I do hope for a bit of distance between traditional Mac users and the iPod Generation. Apple’s marketing push towards the latter just leaves me cold. Money is to be made here, certainly. But if all of *that* becomes the new definition of a Mac Fan, then they can drop me off at the curb.

  12. MCS says:

    I have been a Mac user now for over 20 years. (Wow! Has it really been that long?? Damn.) Anyway, hate to say it, but I’ve never used them out of loyalty. True, I’ve never strayed either, and even in the darkest years (1996-1999 or so) I stayed with the platform. But it wasn’t from loyalty. Loyalty in this context implies that you stuck with the platform even when there were compelling reasons to switch, or that the other side was simply the better choice. The fact is, the other platform has just NEVER been the better choice for me. I have always valued productivity over raw speed and price/performance ratios, and for that the Mac has always been the better choice. The simple elegance of the Mac is more than an aesthetic quality; it translates into a real ability to get more done in a shorter time-span, and I realized that the price of my time, often a more abstract metric than the much easier to calculate cost of hardware and software, was actually much, much higher than the total cost of the hardware and software available to me in either platform.

    So if I had gone PC, I might have saved a few $$$ getting a machine that had a faster CPU, but those savings would have been eaten up almost immediately by lower production. There is one other huge benefit of the elegance of the machine, and it is just as important as its contribution to the bottom line: the Mac is just a lot more fun to use; it’s far more pleasant — and I can’t put a dollar figure on that. As long as the machine continues to be better (easily for any foreseeable future), I will continue to be a proponent and user of the platform.

    Having said all that, I hope the fan becomes a rarer bird moving forward. I have found that being fanatical about almost anything is usually anti-persuasive to other users. I have found that fans tend to alienate, killing the very platform they want so badly to promote. So if the Mac “fan” is going the way of the dodo bird, it’s probably not a bad thing.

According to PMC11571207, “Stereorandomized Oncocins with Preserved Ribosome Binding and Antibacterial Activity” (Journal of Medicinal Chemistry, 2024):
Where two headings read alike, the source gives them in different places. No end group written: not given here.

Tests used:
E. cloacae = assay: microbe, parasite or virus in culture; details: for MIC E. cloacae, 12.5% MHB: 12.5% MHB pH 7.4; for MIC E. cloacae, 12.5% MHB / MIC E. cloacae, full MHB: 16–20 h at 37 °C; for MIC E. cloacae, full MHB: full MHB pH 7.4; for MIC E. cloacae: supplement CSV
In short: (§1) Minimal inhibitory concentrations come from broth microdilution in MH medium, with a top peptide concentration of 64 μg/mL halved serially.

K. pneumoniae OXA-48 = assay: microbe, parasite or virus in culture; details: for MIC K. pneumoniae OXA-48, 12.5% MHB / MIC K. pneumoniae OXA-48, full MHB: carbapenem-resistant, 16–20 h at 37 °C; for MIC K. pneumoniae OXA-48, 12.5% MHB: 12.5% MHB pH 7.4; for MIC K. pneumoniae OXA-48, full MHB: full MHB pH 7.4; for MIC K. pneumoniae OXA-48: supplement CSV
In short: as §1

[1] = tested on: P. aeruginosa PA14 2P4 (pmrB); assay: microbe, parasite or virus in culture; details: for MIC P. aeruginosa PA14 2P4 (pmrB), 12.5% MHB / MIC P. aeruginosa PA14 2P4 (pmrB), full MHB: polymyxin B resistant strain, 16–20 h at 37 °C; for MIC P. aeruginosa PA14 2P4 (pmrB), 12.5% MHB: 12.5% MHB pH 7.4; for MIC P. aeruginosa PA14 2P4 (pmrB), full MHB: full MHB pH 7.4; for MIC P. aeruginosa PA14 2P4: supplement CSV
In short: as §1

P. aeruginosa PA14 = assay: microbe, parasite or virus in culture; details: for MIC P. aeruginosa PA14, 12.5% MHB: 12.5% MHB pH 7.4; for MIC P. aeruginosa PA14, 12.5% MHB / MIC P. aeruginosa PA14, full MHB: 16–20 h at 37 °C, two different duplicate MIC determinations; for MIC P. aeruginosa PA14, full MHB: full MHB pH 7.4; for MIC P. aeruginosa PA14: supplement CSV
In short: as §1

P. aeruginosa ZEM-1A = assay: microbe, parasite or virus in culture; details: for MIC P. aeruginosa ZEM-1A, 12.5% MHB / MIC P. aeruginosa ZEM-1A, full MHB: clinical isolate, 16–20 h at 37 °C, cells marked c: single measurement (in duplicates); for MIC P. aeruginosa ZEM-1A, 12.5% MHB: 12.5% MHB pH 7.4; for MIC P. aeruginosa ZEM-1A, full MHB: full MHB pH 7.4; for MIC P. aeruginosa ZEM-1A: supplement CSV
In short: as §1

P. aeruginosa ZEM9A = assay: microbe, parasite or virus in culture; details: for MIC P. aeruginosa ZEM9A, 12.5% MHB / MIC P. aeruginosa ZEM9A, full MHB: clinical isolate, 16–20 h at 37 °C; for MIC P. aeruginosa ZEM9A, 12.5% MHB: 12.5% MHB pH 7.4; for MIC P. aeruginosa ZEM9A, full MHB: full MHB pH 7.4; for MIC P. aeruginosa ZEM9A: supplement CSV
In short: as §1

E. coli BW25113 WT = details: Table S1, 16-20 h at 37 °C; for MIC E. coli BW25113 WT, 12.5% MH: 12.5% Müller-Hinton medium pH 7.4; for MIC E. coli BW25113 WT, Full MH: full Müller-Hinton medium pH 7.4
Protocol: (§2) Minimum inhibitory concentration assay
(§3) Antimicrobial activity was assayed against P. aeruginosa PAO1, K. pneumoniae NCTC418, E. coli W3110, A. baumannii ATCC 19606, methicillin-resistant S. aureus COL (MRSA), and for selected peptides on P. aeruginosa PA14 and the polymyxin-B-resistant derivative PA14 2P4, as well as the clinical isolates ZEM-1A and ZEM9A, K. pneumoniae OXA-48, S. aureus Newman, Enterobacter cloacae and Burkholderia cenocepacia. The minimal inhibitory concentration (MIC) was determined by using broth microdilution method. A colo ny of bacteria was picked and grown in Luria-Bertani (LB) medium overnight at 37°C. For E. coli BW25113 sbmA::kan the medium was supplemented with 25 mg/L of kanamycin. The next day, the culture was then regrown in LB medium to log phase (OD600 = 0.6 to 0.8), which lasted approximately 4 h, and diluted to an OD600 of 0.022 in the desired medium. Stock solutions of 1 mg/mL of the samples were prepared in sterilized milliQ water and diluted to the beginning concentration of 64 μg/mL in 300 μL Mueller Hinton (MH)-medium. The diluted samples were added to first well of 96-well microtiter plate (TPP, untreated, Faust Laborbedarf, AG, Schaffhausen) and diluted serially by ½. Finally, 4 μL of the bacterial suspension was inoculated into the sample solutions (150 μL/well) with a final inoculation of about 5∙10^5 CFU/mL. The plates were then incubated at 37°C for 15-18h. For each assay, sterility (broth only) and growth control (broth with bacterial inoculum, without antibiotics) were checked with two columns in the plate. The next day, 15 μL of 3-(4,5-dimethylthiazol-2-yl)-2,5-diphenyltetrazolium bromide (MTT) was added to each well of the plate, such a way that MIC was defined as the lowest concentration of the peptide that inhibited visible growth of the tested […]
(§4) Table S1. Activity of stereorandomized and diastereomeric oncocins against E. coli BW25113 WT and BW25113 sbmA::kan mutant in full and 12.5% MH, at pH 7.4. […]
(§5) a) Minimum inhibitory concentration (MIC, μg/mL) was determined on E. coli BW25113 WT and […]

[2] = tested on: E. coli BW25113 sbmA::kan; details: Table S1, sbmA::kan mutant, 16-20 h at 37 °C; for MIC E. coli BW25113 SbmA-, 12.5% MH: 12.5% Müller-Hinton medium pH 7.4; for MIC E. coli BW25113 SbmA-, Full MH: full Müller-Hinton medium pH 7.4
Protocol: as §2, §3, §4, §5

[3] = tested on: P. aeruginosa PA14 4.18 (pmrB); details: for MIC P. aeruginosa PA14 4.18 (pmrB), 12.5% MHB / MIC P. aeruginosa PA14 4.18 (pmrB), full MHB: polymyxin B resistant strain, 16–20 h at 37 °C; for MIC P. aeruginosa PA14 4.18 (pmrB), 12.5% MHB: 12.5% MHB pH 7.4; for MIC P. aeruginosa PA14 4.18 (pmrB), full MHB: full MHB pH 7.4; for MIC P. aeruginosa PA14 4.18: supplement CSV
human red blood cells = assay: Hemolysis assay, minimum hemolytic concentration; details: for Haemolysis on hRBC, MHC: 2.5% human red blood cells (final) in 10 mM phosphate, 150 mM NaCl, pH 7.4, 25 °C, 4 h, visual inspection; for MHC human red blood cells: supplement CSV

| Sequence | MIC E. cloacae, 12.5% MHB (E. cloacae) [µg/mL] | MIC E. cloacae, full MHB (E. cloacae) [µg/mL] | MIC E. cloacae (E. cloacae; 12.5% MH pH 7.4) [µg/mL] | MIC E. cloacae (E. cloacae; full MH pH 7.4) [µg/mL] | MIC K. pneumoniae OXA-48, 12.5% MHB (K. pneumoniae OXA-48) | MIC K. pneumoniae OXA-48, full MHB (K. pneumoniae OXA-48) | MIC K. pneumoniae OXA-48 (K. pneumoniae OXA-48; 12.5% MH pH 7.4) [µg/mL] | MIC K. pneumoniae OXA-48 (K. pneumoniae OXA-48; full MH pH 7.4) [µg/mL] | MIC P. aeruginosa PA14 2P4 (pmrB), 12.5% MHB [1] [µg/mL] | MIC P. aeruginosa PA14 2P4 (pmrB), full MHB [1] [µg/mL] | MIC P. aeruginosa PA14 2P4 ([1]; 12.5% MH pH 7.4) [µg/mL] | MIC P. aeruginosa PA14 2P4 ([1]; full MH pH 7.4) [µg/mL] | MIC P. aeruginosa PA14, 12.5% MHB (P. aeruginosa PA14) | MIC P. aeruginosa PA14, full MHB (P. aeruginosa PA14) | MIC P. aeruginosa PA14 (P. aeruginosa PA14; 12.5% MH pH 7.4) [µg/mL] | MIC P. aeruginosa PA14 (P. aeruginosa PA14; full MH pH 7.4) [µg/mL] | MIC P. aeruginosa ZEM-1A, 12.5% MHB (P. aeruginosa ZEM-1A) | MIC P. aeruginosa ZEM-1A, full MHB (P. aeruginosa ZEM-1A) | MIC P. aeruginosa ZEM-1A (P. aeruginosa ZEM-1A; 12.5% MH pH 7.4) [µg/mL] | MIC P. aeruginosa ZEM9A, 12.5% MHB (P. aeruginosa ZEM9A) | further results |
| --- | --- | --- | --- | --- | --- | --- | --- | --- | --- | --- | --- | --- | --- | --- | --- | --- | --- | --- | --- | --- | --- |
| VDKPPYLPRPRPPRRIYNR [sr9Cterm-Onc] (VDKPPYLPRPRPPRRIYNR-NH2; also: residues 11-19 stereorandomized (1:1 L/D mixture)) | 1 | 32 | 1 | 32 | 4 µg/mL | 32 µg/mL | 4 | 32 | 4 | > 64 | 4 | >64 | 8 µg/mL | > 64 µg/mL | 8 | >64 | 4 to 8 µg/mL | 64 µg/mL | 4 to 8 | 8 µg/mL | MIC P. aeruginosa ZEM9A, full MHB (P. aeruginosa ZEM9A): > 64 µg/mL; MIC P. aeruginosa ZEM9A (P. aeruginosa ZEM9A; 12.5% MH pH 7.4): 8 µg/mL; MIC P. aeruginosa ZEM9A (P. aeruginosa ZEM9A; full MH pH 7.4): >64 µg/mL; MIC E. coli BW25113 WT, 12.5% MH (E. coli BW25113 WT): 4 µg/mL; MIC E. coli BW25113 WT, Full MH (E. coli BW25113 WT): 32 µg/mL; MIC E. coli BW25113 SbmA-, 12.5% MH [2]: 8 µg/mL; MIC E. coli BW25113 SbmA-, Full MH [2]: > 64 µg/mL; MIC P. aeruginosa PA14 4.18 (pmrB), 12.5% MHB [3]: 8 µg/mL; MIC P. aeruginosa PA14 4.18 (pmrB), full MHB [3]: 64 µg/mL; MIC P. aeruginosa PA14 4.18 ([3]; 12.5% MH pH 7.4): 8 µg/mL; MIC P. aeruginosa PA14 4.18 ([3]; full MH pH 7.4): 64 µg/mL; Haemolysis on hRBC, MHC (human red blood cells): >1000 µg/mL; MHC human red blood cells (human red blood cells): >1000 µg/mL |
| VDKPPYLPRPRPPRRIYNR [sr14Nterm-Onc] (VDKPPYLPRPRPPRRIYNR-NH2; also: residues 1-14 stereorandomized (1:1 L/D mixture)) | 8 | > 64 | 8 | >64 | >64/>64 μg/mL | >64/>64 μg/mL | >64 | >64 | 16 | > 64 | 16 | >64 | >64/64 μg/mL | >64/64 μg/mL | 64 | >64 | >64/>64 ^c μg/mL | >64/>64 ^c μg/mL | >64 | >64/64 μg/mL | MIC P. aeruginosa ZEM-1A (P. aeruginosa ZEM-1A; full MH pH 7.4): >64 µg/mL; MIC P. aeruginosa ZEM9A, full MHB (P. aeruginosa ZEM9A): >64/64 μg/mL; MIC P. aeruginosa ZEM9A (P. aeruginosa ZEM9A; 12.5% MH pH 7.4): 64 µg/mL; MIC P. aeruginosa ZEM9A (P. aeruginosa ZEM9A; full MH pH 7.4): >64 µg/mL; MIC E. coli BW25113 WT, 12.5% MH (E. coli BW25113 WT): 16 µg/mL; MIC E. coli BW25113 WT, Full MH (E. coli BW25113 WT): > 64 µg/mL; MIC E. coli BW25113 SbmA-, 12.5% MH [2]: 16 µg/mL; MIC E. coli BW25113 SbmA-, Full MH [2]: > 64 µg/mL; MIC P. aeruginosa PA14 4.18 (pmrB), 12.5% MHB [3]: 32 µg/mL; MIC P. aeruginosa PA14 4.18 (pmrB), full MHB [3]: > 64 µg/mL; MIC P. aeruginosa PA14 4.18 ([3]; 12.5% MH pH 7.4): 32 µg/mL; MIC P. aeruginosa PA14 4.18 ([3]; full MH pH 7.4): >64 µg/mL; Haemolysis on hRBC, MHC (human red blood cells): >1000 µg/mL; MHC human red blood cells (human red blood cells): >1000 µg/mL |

13. steve says:

    I’m surprised at the Mac fans I’ve encountered over the years who hadn’t used one in ages. They’re often more fanatical than I am, but their employer requires them to use PCs and so they use PCs at home. They planned to get Macs when they have a choice/chance, and many of them have by now.

    I know about as many people who plan to buy Macs for themselves or a family member as I know people who have Macs now.

  14. Ian says:

    Despite the fact that I’ve only been a Mac user for six years, most people consider me a long-time Mac user because I’m one of the very last people who was convinced to switch by the classic Mac OS rather than OS X – in other words, I switched before switching was “cool.” While most of the people I know who switched from Windows in the past few years are enamored with OS X, I’m with those who are disappointed that OS X is still less consistent and polished than Mac OS 9 after being out for five years. I think recent switchers are only getting part of the equation that made Macs irresistible to the old-timers, and therefore aren’t going to be as loyal to the platform. What they see as the “Mac way” is really only a diluted version of what the phrase once symbolized.

  15. KT says:

    For Apple does it matter?

    Witness the legions of Windows using iPod owners who are likely not Apple fan-boys.

    Build good products, and they will come.

  16. Mac user since 1986.
    I couldn’t find reference in any of the posts, but I would submit that we now have many more outlets (Blogs, RSS feeds, etc….) for praise and critisism of the Mac, and are simply more exposed to the good and bad. While I have been a 20-year Mac Fanatic, and have worked enthusiastically as a designer on both Macs and PCs, over the years I have had my (limited) share of problems with the Mac hardware and OS. To be sure, none of them on the levels I have experienced on the PC-side, but issues none-the-less. Now, when there are other Mac folk experiencing issues – we can more easily read about them! I have felt very unique and special as an “Apple-guy” over the years. I would find myself secretly smiling like a proud parent when people talked about their inferior PCs and OS. Now, I reserve that “internal” smile. And, as I continue to read about discoloring laptops, random shut-downs, frequent processor upgrades, etc… I wonder – is it such a great thing that the Macintosh is on the verge of being so universally accepted? Afterall, once that happens, how special will us die-hard Mac Fanatics really be? I am still a freak about my Mac (even though I need an upgrade), it’s just that nowadays I find myself more informed and cautious.

  17. Cary says:

    Just my opinion/POV — No offense to anybody except Apple management.

    As a Mac user since the 80’s I think that if support/enthusiasm is relatively lukewarm (which, as you will see, mine certainly is) relative to ‘the good old days’ maybe it’s because the products are relatively lackluster. Sure OS X is the best desktop operating system on the market, but that’s not saying much and unfortunately all the praise OS X or Apple rates at this point is their junk isn’t nearly as awful as everyone else’s.